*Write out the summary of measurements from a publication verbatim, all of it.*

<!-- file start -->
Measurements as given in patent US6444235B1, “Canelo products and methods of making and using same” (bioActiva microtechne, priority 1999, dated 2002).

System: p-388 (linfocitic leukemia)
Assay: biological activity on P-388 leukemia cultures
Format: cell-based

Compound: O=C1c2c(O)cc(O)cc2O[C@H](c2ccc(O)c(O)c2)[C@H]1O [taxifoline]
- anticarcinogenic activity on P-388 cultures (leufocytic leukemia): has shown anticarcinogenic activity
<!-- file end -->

Measurements as given in patent US6444235B1, “Canelo products and methods of making and using same” (bioActiva microtechne, priority 1999, dated 2002).

System: p-388 (linfocitic leukemia)
Assay: biological activity on P-388 leukemia cultures
Format: cell-based

Compound: O=C1c2c(O)cc(O)cc2O[C@H](c2ccc(O)c(O)c2)[C@H]1O [taxifoline]
- anticarcinogenic activity on P-388 cultures (leufocytic leukemia): has shown anticarcinogenic activity